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Posts Tagged ‘Tricare’

Military Families Tell Their Stories at Congressional Briefing

January 31, 2012 12 comments

Military families finally got their say before Congress today about the injustice of losing autism benefits for their children when they retire, even when due to being wounded in action. More than 100 members of the military and their supporters jammed into a Capitol Hill briefing today to talk about the special difficulties military families face caring for children with autism.

Hosted by Sen. Kirsten Gillibrand of New York and Congressman John Larson of Connecticut, the briefing also provided military families an opportunity to explain how they lose autism benefits once they or their spouse leaves active duty because of the current operation of the military’s TRICARE insurance program. A bill now before Congress, the Caring for Military Kids with Autism Act (HR.2288), would right that wrong by assuring that members of the military, regardless of their duty status are covered

 

Stuart Spielman, senior policy advisor and counsel for Autism Speaks, said many of the challenges faced by military families “do not have simple solutions.  There are good and bad school districts for special education.  Moving from one place to another may mean going to the back of a waiting list for Medicaid or some other program.  With access to behavioral treatments like applied behavior analysis, however, there is something we can do right now,” he said, in urging support for HR.2288.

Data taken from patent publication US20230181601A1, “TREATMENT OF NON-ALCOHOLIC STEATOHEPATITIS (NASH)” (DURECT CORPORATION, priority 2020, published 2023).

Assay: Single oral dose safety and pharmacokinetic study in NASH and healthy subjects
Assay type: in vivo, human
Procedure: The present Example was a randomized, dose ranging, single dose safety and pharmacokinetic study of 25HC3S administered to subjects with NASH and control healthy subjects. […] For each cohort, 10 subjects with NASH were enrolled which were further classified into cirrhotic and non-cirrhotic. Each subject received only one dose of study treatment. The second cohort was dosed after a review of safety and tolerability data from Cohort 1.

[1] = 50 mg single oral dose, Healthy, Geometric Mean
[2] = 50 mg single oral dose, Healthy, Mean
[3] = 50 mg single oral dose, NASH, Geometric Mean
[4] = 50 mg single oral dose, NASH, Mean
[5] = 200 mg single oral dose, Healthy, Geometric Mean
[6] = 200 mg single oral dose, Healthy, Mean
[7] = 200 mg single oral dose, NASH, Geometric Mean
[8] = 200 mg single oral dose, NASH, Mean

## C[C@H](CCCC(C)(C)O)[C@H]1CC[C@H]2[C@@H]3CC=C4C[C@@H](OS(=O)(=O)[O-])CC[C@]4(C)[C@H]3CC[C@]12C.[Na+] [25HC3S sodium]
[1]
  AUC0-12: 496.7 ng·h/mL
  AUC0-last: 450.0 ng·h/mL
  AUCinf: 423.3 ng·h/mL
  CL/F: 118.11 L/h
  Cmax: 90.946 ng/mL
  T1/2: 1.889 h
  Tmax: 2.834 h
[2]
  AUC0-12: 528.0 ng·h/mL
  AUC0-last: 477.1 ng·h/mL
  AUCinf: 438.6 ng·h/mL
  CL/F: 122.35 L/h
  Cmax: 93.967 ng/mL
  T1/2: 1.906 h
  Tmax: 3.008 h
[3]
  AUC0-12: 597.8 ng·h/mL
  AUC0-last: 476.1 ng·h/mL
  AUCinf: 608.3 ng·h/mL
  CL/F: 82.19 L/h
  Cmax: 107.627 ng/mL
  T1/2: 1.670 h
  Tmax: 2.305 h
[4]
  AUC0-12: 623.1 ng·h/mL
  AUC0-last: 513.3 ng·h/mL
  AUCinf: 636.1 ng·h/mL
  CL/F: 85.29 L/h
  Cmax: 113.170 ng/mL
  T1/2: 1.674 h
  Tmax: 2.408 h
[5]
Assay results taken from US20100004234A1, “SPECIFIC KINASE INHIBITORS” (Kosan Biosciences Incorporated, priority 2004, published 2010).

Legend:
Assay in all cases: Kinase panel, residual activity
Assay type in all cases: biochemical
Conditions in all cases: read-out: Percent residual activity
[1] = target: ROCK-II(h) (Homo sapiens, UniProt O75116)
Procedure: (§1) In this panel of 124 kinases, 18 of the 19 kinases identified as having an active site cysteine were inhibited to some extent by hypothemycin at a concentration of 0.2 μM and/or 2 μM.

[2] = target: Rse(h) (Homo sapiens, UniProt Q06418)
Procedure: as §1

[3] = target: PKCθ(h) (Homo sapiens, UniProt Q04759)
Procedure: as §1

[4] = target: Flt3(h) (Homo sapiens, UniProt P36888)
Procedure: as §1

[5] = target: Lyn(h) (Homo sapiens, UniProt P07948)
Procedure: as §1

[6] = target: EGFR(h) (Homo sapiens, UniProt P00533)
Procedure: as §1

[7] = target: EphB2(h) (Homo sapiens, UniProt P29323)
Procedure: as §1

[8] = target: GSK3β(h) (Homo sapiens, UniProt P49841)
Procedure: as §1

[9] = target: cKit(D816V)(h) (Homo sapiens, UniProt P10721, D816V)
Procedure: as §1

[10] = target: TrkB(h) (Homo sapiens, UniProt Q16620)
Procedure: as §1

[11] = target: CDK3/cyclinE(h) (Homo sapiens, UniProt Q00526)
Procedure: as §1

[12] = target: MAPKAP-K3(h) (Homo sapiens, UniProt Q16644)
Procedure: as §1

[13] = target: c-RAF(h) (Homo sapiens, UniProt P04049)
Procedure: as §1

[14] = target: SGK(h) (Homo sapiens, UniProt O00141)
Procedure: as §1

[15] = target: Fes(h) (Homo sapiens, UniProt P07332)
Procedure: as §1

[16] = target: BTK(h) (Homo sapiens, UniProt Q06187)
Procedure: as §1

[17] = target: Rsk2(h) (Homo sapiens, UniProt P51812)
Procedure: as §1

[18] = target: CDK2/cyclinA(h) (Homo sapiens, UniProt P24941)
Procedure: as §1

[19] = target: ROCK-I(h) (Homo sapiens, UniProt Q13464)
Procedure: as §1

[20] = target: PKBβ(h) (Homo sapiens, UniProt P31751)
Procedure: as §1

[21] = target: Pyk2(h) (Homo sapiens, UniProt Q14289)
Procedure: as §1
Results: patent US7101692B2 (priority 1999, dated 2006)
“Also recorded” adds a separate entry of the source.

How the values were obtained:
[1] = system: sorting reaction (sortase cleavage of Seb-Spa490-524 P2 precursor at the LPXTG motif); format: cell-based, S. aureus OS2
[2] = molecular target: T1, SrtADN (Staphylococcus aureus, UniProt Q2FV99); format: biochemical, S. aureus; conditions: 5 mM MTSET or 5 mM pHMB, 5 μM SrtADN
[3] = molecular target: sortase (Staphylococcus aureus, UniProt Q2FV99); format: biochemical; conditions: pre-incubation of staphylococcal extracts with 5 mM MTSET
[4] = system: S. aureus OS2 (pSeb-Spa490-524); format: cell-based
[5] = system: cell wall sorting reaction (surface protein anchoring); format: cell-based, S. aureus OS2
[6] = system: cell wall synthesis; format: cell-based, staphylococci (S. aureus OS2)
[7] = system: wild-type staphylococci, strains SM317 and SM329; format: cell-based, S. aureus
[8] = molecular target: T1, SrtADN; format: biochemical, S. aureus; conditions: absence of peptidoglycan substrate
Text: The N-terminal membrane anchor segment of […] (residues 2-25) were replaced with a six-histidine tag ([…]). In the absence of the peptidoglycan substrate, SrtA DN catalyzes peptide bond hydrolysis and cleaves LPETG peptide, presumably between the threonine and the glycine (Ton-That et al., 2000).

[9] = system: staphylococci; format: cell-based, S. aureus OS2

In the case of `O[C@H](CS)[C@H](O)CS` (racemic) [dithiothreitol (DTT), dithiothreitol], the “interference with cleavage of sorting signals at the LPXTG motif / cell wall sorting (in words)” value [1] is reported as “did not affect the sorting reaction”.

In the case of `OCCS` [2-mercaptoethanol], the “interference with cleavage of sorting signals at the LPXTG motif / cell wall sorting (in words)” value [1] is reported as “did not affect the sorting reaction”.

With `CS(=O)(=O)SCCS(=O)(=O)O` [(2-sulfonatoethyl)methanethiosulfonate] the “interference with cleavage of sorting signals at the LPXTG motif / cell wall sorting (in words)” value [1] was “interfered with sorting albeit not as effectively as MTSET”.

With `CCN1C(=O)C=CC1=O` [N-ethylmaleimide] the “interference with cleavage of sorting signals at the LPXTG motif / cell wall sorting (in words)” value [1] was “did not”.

Military members and their spouses at the briefing spoke of the difficulties they face accessing care and sufficient treatments for their children while on active duty, and their fears of losing all autism benefits when they retire.

Rachel Kenyon, the wife of a Connecticut Army Reserve platoon sergeant, related how her husband learned that their daughter had been diagnosed with autism while he was on his second tour of duty in Afghanistan.

“‘What does that mean?’ he said. ‘Please. Please tell me that she isn’t going to fall down the deep dark hole of autism.’  But I had no answers for him. I had no hope to offer.”

Jeremy Hilton, a Navy veteran whose wife serves in the Air Force, explained how frequent redeployments  and being stationed in areas with few available providers frustrated their efforts to provide care for their daughter.

Karen Driscoll, the wife of a Marine Corps helicopter pilot with 27 years of service, questioned how members of the military can focus on their mission when worried about uncertain care for their children with autism back home. “Our family is in debt because of TRICARE limitations on ABA therapy,” she said. “We are struggling. And my husband is a Colonel.”

Geri Dawson, Ph.D., chief science officer for Autism Speaks, provided background about autism, the rapid rise in prevalence and the special challenges faced by military families. “Studies show that…families of children with autism experience high levels of stress. For military families, this is compounded by the stresses associated with their service. When one parent is on active duty, the other may be facing these responsibilities alone. When a parent returns from active duty, their families may have the additional challenges of a parent with service-related mental or physical health problems.”